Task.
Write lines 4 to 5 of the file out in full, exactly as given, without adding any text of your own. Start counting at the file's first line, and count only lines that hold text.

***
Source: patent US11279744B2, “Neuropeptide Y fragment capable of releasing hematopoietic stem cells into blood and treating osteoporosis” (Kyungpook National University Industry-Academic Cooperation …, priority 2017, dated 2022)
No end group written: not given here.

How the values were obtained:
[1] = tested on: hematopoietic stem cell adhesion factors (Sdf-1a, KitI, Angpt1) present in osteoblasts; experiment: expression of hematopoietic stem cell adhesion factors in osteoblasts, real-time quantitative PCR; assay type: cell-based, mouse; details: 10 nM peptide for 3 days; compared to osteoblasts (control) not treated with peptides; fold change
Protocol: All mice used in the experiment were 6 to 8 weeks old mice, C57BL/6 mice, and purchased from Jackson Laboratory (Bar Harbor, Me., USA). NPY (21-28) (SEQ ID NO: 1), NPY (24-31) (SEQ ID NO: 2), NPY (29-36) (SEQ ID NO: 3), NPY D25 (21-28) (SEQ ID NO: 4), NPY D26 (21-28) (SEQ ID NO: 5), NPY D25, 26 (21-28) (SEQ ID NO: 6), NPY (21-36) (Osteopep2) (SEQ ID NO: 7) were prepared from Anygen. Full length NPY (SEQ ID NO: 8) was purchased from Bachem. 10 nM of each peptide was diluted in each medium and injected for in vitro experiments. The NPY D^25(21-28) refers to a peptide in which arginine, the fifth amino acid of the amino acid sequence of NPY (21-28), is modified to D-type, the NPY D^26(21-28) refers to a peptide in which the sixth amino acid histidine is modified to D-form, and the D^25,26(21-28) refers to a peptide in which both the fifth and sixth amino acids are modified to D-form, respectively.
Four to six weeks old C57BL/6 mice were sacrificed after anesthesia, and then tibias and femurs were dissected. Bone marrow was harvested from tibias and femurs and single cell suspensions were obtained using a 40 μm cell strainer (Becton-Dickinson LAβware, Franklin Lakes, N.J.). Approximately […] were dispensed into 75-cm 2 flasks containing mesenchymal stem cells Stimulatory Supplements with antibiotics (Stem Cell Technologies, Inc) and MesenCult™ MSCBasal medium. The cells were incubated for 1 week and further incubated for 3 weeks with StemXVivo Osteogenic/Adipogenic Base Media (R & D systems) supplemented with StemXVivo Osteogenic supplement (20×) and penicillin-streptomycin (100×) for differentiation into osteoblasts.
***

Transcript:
[1] = tested on: hematopoietic stem cell adhesion factors (Sdf-1a, KitI, Angpt1) present in osteoblasts; experiment: expression of hematopoietic stem cell adhesion factors in osteoblasts, real-time quantitative PCR; assay type: cell-based, mouse; details: 10 nM peptide for 3 days; compared to osteoblasts (control) not treated with peptides; fold change
Protocol: All mice used in the experiment were 6 to 8 weeks old mice, C57BL/6 mice, and purchased from Jackson Laboratory (Bar Harbor, Me., USA). NPY (21-28) (SEQ ID NO: 1), NPY (24-31) (SEQ ID NO: 2), NPY (29-36) (SEQ ID NO: 3), NPY D25 (21-28) (SEQ ID NO: 4), NPY D26 (21-28) (SEQ ID NO: 5), NPY D25, 26 (21-28) (SEQ ID NO: 6), NPY (21-36) (Osteopep2) (SEQ ID NO: 7) were prepared from Anygen. Full length NPY (SEQ ID NO: 8) was purchased from Bachem. 10 nM of each peptide was diluted in each medium and injected for in vitro experiments. The NPY D^25(21-28) refers to a peptide in which arginine, the fifth amino acid of the amino acid sequence of NPY (21-28), is modified to D-type, the NPY D^26(21-28) refers to a peptide in which the sixth amino acid histidine is modified to D-form, and the D^25,26(21-28) refers to a peptide in which both the fifth and sixth amino acids are modified to D-form, respectively.